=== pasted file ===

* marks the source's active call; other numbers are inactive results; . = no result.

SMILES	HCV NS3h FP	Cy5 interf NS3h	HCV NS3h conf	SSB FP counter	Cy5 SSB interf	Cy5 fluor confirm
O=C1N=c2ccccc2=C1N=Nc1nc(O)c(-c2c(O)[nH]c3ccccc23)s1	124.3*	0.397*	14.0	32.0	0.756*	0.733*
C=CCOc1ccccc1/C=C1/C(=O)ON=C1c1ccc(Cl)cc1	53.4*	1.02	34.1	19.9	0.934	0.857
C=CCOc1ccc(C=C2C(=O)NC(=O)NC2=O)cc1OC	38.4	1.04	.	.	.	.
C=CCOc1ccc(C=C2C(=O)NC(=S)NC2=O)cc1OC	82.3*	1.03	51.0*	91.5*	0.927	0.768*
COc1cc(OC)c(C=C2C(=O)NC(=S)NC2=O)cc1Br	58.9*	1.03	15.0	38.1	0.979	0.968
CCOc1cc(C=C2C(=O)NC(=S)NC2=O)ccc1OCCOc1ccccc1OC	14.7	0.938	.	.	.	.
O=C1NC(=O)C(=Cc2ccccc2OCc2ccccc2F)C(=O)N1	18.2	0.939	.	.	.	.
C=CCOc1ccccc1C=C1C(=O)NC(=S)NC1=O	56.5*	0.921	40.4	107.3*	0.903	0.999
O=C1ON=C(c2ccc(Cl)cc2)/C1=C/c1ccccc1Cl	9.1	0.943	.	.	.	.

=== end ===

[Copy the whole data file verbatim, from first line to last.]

* marks the source's active call; other numbers are inactive results; . = no result.

SMILES	HCV NS3h FP	Cy5 interf NS3h	HCV NS3h conf	SSB FP counter	Cy5 SSB interf	Cy5 fluor confirm
O=C1N=c2ccccc2=C1N=Nc1nc(O)c(-c2c(O)[nH]c3ccccc23)s1	124.3*	0.397*	14.0	32.0	0.756*	0.733*
C=CCOc1ccccc1/C=C1/C(=O)ON=C1c1ccc(Cl)cc1	53.4*	1.02	34.1	19.9	0.934	0.857
C=CCOc1ccc(C=C2C(=O)NC(=O)NC2=O)cc1OC	38.4	1.04	.	.	.	.
C=CCOc1ccc(C=C2C(=O)NC(=S)NC2=O)cc1OC	82.3*	1.03	51.0*	91.5*	0.927	0.768*
COc1cc(OC)c(C=C2C(=O)NC(=S)NC2=O)cc1Br	58.9*	1.03	15.0	38.1	0.979	0.968
CCOc1cc(C=C2C(=O)NC(=S)NC2=O)ccc1OCCOc1ccccc1OC	14.7	0.938	.	.	.	.
O=C1NC(=O)C(=Cc2ccccc2OCc2ccccc2F)C(=O)N1	18.2	0.939	.	.	.	.
C=CCOc1ccccc1C=C1C(=O)NC(=S)NC1=O	56.5*	0.921	40.4	107.3*	0.903	0.999
O=C1ON=C(c2ccc(Cl)cc2)/C1=C/c1ccccc1Cl	9.1	0.943	.	.	.	.